imagination and skill...
~Gage Canadian Dictionary
With art and The Arts on my mind a lot lately, I have become very away that we all define art as something different, depending upon our own individual experience. I have been told that art is only what you can hang on a wall. That it is things like opera and ballet, obscure entertainments for the elite, but not for regular folks. That the people on the street don't understand art unless they have a university degree. That true art is made by those passionate amateurs who squeeze it in between their day job and sleep. That those who wish to be paid are "sell-outs", or worse, con-artists.
I have also been told that what I do is not really art. The kinder critics inform me that I make fine craft. (The "fine" is there to differentiate it from "macaroni-and-glitter" craft.) Those less kind inform me that making yarn is not an art-machines can do it. That knitting is not an art-grandmas can do it. Weaving, well, sure, that's an art-except that since I only do plain-weave, maybe not so much. And best of all, I have been told that if I were a "real artist", I would be making art, not teaching.
I have been told all of these things, and more, by people who themselves profess to be artists. And if artists can't agree on art, how can the rest of the world? So I've decided it's time to re-define "art". Or, rather, remind people of the actual definition of art.
Art is not something other, it is a part of the human experience. Art stems from our observations of the world around us, both the natural and the mechanical. Art comes when we apply the physical skills we have to our observations. And for some of us that means painting a picture. For others, it means telling a story. Yet others dance. Or make yarn.
All of us are born with imagination. We all have the power to observe the world around us through sights, sounds, smells, tastes and touches. We all have responses to our experiences. We laugh, we cry, we get angry, we hurt. We live. And all art is is the expression of the experience of living.
Now, not all of us have been trained to wield a paintbrush or execute a perfect arabesque. In fact, most of us have not. But we can still see the beauty around us, and we can choose a way to express our response that fits our skill set. We can create a cozy home, or tally up a tidy column of numbers, or build a solid shed, or plant a garden, or cook an appetizing meal. We can go to plays and movies, read books, or follow the patterns designed by others to make our own object of beauty. We can stand still and appreciate a beautiful sunset. We can show a child how to arrange macaroni in the shape of a flower and sprinkle glitter on it to make it pretty. In doing all of these things, we celebrate imagination and skill.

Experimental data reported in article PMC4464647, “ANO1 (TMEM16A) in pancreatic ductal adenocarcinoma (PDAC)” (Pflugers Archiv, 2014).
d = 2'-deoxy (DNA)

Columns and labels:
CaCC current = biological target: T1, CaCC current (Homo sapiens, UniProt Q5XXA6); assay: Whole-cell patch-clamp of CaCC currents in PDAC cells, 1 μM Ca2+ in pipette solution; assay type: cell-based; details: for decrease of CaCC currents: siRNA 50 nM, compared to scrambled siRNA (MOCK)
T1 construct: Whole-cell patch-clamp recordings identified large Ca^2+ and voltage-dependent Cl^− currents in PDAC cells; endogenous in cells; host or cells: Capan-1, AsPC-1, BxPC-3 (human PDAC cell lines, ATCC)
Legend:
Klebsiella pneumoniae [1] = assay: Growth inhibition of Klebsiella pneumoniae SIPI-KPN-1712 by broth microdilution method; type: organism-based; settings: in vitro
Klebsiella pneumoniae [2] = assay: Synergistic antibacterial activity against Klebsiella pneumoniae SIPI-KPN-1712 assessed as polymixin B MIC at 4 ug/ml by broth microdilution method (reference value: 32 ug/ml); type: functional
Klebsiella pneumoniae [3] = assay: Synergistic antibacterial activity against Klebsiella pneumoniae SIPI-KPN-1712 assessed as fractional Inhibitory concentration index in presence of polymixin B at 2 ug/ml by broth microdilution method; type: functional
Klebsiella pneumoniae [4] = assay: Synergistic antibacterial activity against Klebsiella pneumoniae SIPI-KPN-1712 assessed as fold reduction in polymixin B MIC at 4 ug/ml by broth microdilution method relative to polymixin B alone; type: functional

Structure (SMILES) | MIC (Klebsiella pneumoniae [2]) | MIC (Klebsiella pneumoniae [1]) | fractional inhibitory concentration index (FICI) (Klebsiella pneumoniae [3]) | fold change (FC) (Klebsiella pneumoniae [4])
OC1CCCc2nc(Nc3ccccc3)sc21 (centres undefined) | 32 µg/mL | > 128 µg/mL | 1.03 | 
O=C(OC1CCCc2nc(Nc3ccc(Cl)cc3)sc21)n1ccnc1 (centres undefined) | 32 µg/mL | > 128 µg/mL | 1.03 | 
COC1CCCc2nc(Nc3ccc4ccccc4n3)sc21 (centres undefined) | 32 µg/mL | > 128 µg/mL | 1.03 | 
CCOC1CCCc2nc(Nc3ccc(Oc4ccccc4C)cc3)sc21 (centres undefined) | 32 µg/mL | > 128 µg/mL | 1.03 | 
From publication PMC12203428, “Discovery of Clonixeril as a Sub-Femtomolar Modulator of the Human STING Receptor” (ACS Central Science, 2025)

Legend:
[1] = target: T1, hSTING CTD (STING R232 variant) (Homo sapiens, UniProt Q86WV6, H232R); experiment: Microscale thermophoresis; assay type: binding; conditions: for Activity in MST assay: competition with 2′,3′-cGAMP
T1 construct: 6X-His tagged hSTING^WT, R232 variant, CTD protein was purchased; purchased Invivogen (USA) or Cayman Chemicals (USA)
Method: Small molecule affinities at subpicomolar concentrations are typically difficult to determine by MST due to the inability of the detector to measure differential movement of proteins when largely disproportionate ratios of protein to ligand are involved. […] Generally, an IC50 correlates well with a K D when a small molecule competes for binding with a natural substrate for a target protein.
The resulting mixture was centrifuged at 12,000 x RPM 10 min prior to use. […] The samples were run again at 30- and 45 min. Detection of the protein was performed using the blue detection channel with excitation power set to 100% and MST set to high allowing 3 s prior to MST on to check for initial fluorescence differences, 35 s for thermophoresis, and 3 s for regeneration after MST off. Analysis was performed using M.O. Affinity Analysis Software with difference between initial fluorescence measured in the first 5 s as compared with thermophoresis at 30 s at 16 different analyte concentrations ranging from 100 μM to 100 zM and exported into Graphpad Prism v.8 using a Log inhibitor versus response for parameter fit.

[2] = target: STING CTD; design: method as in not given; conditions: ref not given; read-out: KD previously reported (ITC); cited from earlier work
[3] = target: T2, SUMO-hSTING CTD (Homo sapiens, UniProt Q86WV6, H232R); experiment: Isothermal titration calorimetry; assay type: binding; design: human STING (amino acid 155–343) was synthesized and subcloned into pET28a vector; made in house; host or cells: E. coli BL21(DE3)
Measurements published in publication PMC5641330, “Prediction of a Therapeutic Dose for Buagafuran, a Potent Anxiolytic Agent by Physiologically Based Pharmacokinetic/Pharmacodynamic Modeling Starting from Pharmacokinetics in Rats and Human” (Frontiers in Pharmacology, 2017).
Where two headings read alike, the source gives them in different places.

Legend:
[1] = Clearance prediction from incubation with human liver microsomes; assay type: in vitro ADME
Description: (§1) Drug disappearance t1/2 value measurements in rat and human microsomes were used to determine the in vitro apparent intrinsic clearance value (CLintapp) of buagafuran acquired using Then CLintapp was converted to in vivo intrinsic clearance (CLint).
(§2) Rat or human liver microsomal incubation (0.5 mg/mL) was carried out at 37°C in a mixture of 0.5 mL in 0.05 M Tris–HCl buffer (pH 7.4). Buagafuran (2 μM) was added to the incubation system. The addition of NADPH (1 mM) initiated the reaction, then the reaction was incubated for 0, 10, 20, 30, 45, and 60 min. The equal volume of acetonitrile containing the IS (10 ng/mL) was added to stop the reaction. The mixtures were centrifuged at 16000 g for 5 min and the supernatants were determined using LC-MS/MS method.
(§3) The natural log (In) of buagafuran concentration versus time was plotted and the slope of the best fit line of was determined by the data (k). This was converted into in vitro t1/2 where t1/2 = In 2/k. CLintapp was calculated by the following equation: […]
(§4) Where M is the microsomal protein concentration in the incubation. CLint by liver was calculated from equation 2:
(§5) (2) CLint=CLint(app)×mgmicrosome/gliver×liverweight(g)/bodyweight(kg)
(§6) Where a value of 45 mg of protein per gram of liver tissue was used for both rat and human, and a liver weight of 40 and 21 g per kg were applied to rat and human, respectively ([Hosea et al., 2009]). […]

There are those who have trained their minds and bodies to execute a skill that conveys their experience to the rest of the world. Painters, dancers, singers, writers, designers, architects, sculptors, filmmakers, and makers have all worked hard to find a way to express that experience. They share their observations with the rest of the world through the products of their labours. They place experience in a physical context for us to see. We don't always recognize the perspective, and it may make some of us uncomfortable, but for others, that viewpoint resonates and they see the art. Our own skills may not extend to the designing and making of beautiful objects, but we all have the skills to choose, to combine, to rearrange, and to place context on the expressions of others.
Art is not other. It is not strange, or unapproachable. It is not a privilege reserved for the very rich or the very educated. Art is our human experience, made physical.
Go out and make art. Or live life. It's the same thing.